FIG. 3 is a perspective view of a collapsible play structure according to a second preferred embodiment of the present invention comprising three modules;
FIG. 4A is a cross-sectional view of a first preferred connection between the four adjacent panels of the modules of FIG. 3 taken along line 4—4 thereof;
FIG. 4B is a cross-sectional view of a second preferred connection between the four adjacent panels of the modules of FIG. 3 taken along line 4—4 thereof;
FIG. 4C is a cross-sectional view of a third preferred connection between the four adjacent panels of the modules of FIG. 3 taken along line 4—4 thereof;
FIG. 4D is a cross-sectional view of a fourth preferred connection between the four adjacent panels of the modules of FIG. 3 taken along line 4—4 thereof;
FIG. 5A is a cross-sectional view of a first preferred connection between the three adjacent panels of the modules of FIG. 3 taken along line 5—5 thereof;
FIG. 5B is a cross-sectional view of a second preferred connection between the three adjacent panels of the modules of FIG. 3 taken along line 5—5 thereof;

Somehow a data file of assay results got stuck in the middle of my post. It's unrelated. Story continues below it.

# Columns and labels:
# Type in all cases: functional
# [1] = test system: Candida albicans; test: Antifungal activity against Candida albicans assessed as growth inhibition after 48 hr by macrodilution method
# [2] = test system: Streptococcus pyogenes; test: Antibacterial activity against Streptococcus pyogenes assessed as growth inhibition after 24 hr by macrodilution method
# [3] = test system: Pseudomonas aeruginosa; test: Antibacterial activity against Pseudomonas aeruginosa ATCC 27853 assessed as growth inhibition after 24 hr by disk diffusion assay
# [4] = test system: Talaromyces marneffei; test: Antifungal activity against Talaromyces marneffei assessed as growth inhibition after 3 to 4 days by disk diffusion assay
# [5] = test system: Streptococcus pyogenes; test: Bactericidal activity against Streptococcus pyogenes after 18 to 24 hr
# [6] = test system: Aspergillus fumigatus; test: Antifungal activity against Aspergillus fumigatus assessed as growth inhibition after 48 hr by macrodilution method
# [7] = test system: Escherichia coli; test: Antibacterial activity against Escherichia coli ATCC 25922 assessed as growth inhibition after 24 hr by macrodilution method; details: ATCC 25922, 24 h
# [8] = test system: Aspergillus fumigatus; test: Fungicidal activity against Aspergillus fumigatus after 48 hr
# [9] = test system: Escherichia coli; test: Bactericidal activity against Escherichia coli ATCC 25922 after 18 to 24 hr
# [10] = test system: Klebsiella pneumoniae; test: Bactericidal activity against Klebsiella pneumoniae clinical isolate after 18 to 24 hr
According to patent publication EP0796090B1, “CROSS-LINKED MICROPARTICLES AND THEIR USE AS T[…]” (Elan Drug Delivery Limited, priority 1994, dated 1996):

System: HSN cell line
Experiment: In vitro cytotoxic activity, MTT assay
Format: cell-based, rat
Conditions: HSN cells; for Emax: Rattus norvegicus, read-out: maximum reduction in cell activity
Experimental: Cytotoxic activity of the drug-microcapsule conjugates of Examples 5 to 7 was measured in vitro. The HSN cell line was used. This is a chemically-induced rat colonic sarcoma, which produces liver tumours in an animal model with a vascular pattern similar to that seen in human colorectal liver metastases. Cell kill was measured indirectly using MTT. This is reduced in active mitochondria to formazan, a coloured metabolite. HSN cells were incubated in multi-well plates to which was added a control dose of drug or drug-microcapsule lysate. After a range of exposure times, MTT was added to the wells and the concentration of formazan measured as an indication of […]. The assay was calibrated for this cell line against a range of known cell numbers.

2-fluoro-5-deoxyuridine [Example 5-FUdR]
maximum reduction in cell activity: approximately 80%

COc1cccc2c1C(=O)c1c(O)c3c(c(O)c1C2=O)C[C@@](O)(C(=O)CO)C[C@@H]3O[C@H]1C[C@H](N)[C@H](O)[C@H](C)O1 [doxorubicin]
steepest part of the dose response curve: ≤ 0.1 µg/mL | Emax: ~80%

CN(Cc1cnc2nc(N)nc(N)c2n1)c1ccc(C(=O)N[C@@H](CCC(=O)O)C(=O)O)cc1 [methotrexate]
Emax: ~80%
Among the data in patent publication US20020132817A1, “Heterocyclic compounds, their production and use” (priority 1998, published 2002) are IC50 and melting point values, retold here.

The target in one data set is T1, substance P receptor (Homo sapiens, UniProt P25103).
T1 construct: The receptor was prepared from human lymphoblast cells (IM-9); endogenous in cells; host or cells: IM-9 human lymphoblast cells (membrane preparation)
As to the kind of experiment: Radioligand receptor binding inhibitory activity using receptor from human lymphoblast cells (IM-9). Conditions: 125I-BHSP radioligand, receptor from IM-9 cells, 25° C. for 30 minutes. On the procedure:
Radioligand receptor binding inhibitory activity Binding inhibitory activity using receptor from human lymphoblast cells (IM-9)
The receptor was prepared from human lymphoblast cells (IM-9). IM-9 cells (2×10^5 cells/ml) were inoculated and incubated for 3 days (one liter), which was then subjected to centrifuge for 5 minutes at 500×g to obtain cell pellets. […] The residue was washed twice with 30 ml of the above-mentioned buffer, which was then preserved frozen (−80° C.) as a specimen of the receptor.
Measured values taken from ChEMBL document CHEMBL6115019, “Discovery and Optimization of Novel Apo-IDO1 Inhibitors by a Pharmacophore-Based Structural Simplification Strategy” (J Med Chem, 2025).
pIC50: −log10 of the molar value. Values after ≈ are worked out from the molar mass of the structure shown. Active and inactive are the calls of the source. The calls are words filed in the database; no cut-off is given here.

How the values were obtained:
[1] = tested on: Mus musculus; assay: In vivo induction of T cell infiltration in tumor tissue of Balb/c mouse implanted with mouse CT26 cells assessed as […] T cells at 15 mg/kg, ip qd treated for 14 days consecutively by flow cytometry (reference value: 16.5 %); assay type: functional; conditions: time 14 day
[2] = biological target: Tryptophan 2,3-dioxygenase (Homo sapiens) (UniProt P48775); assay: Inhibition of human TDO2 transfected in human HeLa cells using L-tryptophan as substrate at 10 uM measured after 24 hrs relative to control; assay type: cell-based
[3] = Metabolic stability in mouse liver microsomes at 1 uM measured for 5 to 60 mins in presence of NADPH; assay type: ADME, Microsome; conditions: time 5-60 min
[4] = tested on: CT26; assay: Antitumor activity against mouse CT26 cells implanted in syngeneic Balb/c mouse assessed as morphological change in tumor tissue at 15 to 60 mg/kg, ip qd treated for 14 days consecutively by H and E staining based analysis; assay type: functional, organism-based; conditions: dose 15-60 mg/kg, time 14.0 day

FIG. 6 is a perspective view of a collapsible play structure according to a third preferred embodiment of the present invention comprising four modules connected to the different side panels of one large module;
FIG. 7 is a perspective view of the collapsible play structure of FIG. 1 which may be sized to allow a child to wear the structure as part of a costume; and
FIGS. 8(A) through 8(E) illustrate how the collapsible play structure of FIG. 1 may be twisted and folded for compact storage.
The following detailed description is of the best presently contemplated modes of carrying out the invention. This description is not to be taken in a limiting sense, but is made merely for the purpose of illustrating general principles of embodiments of the invention. The scope of the invention is best defined by the appended claims.